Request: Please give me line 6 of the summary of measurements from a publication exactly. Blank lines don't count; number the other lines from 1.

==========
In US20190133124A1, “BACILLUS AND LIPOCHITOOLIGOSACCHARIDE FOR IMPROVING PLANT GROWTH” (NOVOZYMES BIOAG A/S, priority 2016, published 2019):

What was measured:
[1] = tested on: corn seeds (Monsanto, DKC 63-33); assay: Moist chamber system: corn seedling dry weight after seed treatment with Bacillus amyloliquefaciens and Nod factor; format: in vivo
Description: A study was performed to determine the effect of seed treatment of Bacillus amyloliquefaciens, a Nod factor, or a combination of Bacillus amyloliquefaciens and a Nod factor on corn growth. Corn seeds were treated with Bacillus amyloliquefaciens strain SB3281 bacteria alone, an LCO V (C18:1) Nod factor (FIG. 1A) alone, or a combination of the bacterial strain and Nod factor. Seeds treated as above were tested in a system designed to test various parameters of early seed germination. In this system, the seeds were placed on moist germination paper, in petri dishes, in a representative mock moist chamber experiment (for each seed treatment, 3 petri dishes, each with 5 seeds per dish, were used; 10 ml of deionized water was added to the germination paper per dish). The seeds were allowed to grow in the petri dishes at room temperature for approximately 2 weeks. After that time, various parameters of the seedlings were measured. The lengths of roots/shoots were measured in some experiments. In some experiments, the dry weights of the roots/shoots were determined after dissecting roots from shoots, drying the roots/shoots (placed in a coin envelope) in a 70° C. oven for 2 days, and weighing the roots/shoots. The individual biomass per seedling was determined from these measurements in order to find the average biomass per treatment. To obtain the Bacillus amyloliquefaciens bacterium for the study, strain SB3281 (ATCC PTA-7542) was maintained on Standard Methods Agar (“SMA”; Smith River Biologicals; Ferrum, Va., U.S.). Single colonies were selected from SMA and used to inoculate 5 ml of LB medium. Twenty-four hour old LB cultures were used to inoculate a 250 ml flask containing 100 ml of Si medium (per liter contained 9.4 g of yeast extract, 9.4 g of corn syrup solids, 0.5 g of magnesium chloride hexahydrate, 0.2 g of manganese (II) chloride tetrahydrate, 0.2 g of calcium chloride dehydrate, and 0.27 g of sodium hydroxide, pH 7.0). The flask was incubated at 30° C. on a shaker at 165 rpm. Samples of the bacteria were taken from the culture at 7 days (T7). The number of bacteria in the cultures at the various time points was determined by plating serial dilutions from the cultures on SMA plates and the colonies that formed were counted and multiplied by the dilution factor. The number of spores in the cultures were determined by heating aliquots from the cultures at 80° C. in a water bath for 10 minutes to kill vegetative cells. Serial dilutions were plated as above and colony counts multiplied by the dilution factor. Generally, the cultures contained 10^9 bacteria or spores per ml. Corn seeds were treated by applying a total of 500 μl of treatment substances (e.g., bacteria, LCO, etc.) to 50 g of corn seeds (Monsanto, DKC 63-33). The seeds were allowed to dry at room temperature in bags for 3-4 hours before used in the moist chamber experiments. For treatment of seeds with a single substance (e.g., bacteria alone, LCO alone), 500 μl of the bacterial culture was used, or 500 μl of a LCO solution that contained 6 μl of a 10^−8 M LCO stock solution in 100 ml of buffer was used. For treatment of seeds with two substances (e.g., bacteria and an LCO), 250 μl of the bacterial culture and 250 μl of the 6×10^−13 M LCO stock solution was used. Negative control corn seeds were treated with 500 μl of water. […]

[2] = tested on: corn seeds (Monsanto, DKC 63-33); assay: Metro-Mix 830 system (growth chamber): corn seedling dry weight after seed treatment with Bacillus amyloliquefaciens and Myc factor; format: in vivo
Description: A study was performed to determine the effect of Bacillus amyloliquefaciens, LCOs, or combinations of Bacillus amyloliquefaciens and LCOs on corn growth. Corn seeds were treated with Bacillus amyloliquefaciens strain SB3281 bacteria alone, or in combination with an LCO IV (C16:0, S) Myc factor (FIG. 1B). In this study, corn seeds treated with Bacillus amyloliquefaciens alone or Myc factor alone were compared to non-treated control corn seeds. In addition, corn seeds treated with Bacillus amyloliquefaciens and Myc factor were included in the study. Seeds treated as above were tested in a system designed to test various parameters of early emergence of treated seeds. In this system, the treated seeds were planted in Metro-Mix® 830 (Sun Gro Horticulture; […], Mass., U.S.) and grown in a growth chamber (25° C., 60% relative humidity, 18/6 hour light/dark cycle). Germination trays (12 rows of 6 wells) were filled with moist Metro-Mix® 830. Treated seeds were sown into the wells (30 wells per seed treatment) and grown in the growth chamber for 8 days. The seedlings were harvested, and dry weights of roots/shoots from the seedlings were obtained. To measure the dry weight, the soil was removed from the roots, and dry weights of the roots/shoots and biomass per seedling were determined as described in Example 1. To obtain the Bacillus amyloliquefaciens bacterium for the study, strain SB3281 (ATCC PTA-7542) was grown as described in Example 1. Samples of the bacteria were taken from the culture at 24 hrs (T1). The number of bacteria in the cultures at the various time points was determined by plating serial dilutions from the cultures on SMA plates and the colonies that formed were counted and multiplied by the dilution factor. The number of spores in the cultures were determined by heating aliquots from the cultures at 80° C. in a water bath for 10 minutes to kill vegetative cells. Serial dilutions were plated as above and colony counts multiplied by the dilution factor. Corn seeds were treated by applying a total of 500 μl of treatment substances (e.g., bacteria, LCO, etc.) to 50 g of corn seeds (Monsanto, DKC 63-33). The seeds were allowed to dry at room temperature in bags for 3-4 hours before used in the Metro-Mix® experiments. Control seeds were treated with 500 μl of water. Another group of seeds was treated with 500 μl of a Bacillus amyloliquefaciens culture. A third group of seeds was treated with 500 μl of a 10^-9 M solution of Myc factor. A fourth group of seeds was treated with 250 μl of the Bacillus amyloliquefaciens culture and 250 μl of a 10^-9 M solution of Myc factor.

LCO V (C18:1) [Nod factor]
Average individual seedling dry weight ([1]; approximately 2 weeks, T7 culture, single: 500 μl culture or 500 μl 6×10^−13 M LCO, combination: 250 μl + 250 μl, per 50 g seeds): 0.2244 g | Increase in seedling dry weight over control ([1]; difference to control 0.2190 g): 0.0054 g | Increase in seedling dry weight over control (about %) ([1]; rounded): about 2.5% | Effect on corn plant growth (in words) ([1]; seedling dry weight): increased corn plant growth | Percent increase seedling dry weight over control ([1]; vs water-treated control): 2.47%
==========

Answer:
Description: A study was performed to determine the effect of Bacillus amyloliquefaciens, LCOs, or combinations of Bacillus amyloliquefaciens and LCOs on corn growth. Corn seeds were treated with Bacillus amyloliquefaciens strain SB3281 bacteria alone, or in combination with an LCO IV (C16:0, S) Myc factor (FIG. 1B). In this study, corn seeds treated with Bacillus amyloliquefaciens alone or Myc factor alone were compared to non-treated control corn seeds. In addition, corn seeds treated with Bacillus amyloliquefaciens and Myc factor were included in the study. Seeds treated as above were tested in a system designed to test various parameters of early emergence of treated seeds. In this system, the treated seeds were planted in Metro-Mix® 830 (Sun Gro Horticulture; […], Mass., U.S.) and grown in a growth chamber (25° C., 60% relative humidity, 18/6 hour light/dark cycle). Germination trays (12 rows of 6 wells) were filled with moist Metro-Mix® 830. Treated seeds were sown into the wells (30 wells per seed treatment) and grown in the growth chamber for 8 days. The seedlings were harvested, and dry weights of roots/shoots from the seedlings were obtained. To measure the dry weight, the soil was removed from the roots, and dry weights of the roots/shoots and biomass per seedling were determined as described in Example 1. To obtain the Bacillus amyloliquefaciens bacterium for the study, strain SB3281 (ATCC PTA-7542) was grown as described in Example 1. Samples of the bacteria were taken from the culture at 24 hrs (T1). The number of bacteria in the cultures at the various time points was determined by plating serial dilutions from the cultures on SMA plates and the colonies that formed were counted and multiplied by the dilution factor. The number of spores in the cultures were determined by heating aliquots from the cultures at 80° C. in a water bath for 10 minutes to kill vegetative cells. Serial dilutions were plated as above and colony counts multiplied by the dilution factor. Corn seeds were treated by applying a total of 500 μl of treatment substances (e.g., bacteria, LCO, etc.) to 50 g of corn seeds (Monsanto, DKC 63-33). The seeds were allowed to dry at room temperature in bags for 3-4 hours before used in the Metro-Mix® experiments. Control seeds were treated with 500 μl of water. Another group of seeds was treated with 500 μl of a Bacillus amyloliquefaciens culture. A third group of seeds was treated with 500 μl of a 10^-9 M solution of Myc factor. A fourth group of seeds was treated with 250 μl of the Bacillus amyloliquefaciens culture and 250 μl of a 10^-9 M solution of Myc factor.